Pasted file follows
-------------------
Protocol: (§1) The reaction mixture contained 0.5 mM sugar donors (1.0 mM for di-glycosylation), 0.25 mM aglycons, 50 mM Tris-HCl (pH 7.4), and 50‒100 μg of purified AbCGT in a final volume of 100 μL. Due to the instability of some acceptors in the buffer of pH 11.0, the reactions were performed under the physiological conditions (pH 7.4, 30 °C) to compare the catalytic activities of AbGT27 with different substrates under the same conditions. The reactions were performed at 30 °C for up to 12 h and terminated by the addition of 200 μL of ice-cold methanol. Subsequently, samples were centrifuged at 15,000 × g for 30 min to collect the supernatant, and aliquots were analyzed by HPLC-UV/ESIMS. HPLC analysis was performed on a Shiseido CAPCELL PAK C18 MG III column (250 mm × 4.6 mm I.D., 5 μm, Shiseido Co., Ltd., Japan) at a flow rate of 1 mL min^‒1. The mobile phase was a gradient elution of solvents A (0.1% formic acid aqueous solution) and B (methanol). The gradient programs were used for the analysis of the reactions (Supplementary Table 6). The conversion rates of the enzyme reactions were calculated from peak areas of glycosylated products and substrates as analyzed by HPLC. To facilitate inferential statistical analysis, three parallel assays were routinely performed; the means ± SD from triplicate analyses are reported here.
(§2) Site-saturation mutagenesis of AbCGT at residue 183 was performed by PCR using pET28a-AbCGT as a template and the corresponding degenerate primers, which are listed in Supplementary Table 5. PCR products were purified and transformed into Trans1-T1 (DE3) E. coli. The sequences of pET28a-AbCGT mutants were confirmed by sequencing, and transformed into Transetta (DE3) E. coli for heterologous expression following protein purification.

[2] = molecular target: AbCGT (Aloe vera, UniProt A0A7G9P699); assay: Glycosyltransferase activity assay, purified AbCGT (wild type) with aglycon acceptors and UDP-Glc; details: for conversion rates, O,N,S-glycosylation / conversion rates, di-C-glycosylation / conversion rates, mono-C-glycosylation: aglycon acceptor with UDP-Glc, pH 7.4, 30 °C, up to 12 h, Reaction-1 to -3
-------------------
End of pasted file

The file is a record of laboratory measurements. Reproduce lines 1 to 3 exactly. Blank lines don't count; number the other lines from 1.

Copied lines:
Protocol: (§1) The reaction mixture contained 0.5 mM sugar donors (1.0 mM for di-glycosylation), 0.25 mM aglycons, 50 mM Tris-HCl (pH 7.4), and 50‒100 μg of purified AbCGT in a final volume of 100 μL. Due to the instability of some acceptors in the buffer of pH 11.0, the reactions were performed under the physiological conditions (pH 7.4, 30 °C) to compare the catalytic activities of AbGT27 with different substrates under the same conditions. The reactions were performed at 30 °C for up to 12 h and terminated by the addition of 200 μL of ice-cold methanol. Subsequently, samples were centrifuged at 15,000 × g for 30 min to collect the supernatant, and aliquots were analyzed by HPLC-UV/ESIMS. HPLC analysis was performed on a Shiseido CAPCELL PAK C18 MG III column (250 mm × 4.6 mm I.D., 5 μm, Shiseido Co., Ltd., Japan) at a flow rate of 1 mL min^‒1. The mobile phase was a gradient elution of solvents A (0.1% formic acid aqueous solution) and B (methanol). The gradient programs were used for the analysis of the reactions (Supplementary Table 6). The conversion rates of the enzyme reactions were calculated from peak areas of glycosylated products and substrates as analyzed by HPLC. To facilitate inferential statistical analysis, three parallel assays were routinely performed; the means ± SD from triplicate analyses are reported here.
(§2) Site-saturation mutagenesis of AbCGT at residue 183 was performed by PCR using pET28a-AbCGT as a template and the corresponding degenerate primers, which are listed in Supplementary Table 5. PCR products were purified and transformed into Trans1-T1 (DE3) E. coli. The sequences of pET28a-AbCGT mutants were confirmed by sequencing, and transformed into Transetta (DE3) E. coli for heterologous expression following protein purification.

[2] = molecular target: AbCGT (Aloe vera, UniProt A0A7G9P699); assay: Glycosyltransferase activity assay, purified AbCGT (wild type) with aglycon acceptors and UDP-Glc; details: for conversion rates, O,N,S-glycosylation / conversion rates, di-C-glycosylation / conversion rates, mono-C-glycosylation: aglycon acceptor with UDP-Glc, pH 7.4, 30 °C, up to 12 h, Reaction-1 to -3